We’ve had some absolutely resplendent and sweltering weather here in the UK of late. Outside is a stunning day that promises to be a cracker, it’s a pity then that I should be so ill-suited to hot weather. Incidentally I’m equally ill-suited to cold weather, alas many people mistake this condition of double ill-suitedness for a personal disposition to moan. Getting back to the matter in hand, it is hot today in London! This problem is compounded by the fact that where I live, is fitted with some serious insulation that has turned my room into a tinderbox that is slowly baking me alive. I don’t want to crack my head open to find out but I believe that with this incredible heat my brain has turned to maple syrup. It is most amusing then, that today of all day’s I should be reviewing a whisky called Bacalta which is Gaelic for baked. It’s always a bad idea to drink whisky on days like this, but in the interests of my readership I shall persevere, quit my jibber jabber, and get on with the review.
Bacalta is the latest offering from Glenmorangie’s limited edition range. Aged in Madeira and Bourbon casks this is a wonderfully sweet and occasionally lively drink of considerable quality. Unfortunately it’s a tad pricey for a non-age statement whisky (£80), despite this I do think it is well worth seeking out for a tipple. On to the tasting notes! The nose is powerful but not forceful, opting to arrive in a gentle fashion. I get vanilla, honey, plum wine, and a delicious hint of mango. To be honest it’s quite intoxicating all by itself. On hitting the taste buds one suddenly gets all the fruits, there are simply so many different fruit notes here!!! If I were to list them all you’d think me quite mad for believing so much could dwell within one glass. Predominantly I get peeled orange, dried apricots and a little plum. There’s also a delightful crisp menthol mint that lingers through it all. The finish makes for a most excellent juxtaposition from all these sweet flavours. Out of nowhere dazzling pepper emerges, a dash of cinnamon, some clove, and a moreish tang of bitter oak. A sweet invigorating and varied dram, this is something rather spectacular.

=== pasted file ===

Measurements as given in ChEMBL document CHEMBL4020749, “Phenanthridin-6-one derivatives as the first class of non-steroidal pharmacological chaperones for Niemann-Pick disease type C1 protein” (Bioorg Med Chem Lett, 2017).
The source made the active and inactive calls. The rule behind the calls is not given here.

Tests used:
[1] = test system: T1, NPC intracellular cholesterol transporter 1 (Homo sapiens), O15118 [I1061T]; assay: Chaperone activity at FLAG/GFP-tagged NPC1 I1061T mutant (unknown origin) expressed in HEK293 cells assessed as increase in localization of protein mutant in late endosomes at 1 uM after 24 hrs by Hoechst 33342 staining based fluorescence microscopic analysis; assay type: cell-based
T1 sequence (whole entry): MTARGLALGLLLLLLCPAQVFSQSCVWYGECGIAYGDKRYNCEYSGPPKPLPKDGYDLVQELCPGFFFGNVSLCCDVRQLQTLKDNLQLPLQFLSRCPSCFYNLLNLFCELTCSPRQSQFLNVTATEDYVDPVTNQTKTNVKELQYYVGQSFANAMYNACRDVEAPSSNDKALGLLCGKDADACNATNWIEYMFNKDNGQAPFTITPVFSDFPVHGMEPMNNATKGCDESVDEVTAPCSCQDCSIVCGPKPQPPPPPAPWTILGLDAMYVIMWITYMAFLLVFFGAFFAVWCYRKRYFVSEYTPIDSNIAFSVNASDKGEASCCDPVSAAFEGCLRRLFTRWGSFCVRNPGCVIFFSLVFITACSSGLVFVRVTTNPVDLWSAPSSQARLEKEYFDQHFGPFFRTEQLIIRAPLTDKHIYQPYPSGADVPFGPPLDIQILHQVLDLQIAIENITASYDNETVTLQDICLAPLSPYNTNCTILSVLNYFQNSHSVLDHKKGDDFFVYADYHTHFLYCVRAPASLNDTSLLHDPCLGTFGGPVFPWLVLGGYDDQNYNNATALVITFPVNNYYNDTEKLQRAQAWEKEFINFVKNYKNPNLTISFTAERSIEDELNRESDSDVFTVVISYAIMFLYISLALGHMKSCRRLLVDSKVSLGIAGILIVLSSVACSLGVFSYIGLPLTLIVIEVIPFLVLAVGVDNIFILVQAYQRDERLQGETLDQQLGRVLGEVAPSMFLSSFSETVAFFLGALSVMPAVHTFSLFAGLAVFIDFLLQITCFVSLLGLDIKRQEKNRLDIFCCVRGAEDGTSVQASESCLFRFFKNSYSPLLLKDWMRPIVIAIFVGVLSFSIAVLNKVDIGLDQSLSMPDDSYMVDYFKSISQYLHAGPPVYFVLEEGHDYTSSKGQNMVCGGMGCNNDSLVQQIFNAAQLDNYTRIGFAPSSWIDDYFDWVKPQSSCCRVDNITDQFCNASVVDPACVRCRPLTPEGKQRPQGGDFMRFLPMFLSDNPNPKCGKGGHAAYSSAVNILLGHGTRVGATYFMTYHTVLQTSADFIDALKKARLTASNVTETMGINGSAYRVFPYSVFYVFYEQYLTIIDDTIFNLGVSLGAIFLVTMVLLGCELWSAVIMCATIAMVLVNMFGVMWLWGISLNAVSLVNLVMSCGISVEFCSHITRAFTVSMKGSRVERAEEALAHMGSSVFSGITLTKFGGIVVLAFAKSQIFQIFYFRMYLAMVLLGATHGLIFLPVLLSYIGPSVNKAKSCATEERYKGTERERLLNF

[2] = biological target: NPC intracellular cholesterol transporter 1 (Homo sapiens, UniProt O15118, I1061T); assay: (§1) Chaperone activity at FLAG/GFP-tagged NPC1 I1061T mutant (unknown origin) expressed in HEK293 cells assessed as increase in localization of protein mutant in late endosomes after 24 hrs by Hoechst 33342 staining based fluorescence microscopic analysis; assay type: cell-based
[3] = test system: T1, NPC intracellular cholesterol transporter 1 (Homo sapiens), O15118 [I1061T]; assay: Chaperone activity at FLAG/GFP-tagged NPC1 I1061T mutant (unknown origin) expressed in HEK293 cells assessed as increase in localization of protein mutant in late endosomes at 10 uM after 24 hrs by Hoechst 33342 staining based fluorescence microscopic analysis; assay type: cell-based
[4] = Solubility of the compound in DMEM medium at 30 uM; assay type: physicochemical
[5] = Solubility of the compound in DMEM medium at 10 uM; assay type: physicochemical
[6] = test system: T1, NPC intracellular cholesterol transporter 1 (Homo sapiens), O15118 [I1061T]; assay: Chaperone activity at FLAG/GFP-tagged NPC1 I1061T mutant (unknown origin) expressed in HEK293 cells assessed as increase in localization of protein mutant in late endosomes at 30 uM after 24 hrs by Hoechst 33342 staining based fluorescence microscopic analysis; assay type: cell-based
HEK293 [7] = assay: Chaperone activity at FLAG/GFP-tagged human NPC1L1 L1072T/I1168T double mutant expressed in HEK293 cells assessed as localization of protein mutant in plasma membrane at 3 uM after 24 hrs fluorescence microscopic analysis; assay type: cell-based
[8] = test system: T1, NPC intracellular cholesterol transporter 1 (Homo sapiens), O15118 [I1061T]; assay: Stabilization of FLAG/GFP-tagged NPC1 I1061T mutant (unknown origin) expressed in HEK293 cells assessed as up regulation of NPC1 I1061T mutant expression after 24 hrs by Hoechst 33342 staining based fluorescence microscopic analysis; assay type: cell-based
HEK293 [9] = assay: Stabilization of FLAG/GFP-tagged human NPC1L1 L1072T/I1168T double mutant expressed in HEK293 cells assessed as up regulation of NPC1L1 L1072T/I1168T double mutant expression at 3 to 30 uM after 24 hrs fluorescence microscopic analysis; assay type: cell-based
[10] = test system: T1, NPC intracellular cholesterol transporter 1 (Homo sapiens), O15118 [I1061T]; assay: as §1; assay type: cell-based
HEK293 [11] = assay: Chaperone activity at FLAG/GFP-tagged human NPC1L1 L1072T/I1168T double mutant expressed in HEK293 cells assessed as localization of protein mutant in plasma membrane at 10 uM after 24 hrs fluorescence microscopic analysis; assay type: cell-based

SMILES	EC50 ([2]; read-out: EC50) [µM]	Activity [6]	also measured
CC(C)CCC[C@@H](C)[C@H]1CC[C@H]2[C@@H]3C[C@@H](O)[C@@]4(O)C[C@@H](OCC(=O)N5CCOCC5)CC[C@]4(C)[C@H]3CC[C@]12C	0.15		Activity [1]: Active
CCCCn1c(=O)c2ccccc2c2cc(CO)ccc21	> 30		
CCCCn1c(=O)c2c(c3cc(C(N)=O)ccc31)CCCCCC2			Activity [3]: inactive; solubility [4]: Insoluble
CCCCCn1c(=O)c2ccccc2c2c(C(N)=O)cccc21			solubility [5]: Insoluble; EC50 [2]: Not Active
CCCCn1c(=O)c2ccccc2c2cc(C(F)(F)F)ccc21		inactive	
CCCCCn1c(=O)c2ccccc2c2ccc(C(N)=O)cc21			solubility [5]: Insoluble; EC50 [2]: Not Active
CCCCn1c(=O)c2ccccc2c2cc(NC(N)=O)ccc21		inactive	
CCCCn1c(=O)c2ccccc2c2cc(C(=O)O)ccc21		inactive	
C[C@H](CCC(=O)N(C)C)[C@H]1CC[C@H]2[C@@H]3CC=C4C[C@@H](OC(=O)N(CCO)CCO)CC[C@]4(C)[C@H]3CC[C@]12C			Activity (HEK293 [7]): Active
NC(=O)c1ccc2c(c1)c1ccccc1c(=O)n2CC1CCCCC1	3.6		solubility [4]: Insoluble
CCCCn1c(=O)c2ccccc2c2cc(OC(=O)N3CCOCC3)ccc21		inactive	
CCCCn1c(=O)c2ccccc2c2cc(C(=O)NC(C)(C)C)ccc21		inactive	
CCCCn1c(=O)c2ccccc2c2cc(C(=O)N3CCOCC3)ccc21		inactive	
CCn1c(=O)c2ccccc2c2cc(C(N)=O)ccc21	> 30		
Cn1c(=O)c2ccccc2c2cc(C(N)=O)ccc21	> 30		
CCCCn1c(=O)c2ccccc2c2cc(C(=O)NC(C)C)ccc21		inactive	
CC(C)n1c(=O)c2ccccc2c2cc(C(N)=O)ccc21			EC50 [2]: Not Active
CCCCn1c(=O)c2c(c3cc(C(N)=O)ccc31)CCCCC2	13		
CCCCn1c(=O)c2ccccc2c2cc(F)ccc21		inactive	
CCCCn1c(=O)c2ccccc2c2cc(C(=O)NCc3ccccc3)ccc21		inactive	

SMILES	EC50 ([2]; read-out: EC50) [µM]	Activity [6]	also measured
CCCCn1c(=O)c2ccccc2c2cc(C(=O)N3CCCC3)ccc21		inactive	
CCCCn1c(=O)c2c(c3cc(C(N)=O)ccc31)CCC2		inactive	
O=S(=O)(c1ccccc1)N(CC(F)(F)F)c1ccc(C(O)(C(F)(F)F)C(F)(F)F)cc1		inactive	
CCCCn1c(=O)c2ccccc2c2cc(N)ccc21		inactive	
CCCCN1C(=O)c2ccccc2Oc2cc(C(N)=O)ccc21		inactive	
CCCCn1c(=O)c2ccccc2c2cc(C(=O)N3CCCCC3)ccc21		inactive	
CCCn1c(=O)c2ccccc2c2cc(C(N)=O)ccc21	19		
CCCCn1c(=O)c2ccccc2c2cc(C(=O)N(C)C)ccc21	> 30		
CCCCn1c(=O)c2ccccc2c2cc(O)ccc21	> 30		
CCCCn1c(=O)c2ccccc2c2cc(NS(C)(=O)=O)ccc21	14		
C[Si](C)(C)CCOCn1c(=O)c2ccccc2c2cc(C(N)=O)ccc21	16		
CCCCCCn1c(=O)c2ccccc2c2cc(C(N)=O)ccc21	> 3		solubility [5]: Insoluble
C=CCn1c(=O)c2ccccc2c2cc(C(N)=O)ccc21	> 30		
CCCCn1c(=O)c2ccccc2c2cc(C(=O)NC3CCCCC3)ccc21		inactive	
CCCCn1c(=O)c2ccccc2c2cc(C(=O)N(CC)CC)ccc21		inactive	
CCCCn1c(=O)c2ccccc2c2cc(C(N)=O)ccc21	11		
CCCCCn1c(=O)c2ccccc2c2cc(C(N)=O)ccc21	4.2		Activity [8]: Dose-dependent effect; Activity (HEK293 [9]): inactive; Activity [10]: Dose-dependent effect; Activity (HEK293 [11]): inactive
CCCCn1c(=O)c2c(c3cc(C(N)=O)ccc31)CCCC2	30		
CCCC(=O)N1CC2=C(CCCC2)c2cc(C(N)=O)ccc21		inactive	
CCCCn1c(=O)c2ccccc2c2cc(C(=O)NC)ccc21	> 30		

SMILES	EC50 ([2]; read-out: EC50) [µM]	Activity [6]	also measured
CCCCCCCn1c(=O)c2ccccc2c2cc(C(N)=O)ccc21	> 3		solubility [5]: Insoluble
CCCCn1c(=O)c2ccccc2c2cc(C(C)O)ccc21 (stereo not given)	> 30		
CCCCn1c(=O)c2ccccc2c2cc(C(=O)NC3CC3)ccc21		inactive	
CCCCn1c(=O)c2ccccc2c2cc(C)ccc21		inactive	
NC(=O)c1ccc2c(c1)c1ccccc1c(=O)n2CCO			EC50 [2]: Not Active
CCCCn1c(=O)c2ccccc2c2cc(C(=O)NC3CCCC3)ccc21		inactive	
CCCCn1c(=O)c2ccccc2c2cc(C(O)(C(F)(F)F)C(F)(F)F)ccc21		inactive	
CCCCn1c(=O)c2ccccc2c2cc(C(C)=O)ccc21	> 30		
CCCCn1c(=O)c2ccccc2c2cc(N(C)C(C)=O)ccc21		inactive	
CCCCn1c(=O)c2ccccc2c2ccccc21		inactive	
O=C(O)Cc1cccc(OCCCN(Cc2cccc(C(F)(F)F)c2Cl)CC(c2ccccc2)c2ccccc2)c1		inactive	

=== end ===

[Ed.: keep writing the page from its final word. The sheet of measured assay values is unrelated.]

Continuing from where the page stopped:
Verdict: I think I’ll have another
Is red really a colour or just a dark shade of pink? What alcoholic beverage best represents your personality? An evil wizard has decided to turn the love of your life into a half fish half human monstrosity, not being all bad, he’s left the ordering up to you. So how do you want them? A careering rollercoaster ride for the imagination, in which wild ideas and preposterous propositions abound at a Mad Hatter’s tea party of pure nonsense, what’s not to love about talking bollocks? Well maybe on occasions it’s a tad pretentious, “The unrealistic special effects of the monster in John Carpenter’s ‘The Thing’ makes it all the more real given that on a very basic level it’s meant to embody the other”!!! As the election draws close here in the UK, I wanted to discuss the merits of talking bollocks. Fear not, I’m not about to go off on one about bullshit spouting politicians who are slowly eroding the fabric of our society. For you see dear reader bollocks and bullshit are entirely separate matters, even if they are perilously close to each other. The former is jovial and irreverent, the latter is just a ridiculous lie told with far too much confidence for my liking. What I want to argue here is that talking bollocks is not just a fun past time but a playful activity with some merit in developing our ability to entertain others ideas and better temper our emotions when our own ideas are shown up.